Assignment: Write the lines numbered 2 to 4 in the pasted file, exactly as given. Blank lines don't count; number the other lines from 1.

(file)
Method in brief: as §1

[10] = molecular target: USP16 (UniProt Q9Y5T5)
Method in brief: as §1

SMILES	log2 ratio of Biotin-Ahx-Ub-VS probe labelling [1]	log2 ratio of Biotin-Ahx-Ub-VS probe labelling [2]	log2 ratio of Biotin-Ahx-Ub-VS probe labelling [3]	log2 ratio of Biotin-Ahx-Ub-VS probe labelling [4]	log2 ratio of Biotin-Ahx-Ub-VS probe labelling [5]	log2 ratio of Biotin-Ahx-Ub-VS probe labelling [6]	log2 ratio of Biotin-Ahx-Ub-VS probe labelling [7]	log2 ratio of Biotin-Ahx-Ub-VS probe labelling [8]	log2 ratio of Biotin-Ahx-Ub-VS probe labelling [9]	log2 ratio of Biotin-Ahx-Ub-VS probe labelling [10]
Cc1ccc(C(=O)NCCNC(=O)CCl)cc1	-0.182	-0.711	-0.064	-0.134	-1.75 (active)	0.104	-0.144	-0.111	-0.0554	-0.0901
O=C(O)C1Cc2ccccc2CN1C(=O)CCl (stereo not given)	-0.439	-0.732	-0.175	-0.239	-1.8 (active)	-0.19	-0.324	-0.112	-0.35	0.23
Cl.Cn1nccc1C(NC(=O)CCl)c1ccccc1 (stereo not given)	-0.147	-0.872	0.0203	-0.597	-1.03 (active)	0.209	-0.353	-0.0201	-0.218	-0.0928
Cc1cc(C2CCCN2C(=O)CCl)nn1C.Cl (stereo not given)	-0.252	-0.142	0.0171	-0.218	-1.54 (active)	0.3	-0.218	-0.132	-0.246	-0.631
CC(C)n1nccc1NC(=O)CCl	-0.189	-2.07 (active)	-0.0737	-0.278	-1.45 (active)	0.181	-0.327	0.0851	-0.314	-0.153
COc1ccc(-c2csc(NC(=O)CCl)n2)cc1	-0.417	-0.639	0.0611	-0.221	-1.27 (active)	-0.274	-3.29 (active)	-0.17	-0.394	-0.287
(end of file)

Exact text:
[10] = molecular target: USP16 (UniProt Q9Y5T5)
Method in brief: as §1

SMILES	log2 ratio of Biotin-Ahx-Ub-VS probe labelling [1]	log2 ratio of Biotin-Ahx-Ub-VS probe labelling [2]	log2 ratio of Biotin-Ahx-Ub-VS probe labelling [3]	log2 ratio of Biotin-Ahx-Ub-VS probe labelling [4]	log2 ratio of Biotin-Ahx-Ub-VS probe labelling [5]	log2 ratio of Biotin-Ahx-Ub-VS probe labelling [6]	log2 ratio of Biotin-Ahx-Ub-VS probe labelling [7]	log2 ratio of Biotin-Ahx-Ub-VS probe labelling [8]	log2 ratio of Biotin-Ahx-Ub-VS probe labelling [9]	log2 ratio of Biotin-Ahx-Ub-VS probe labelling [10]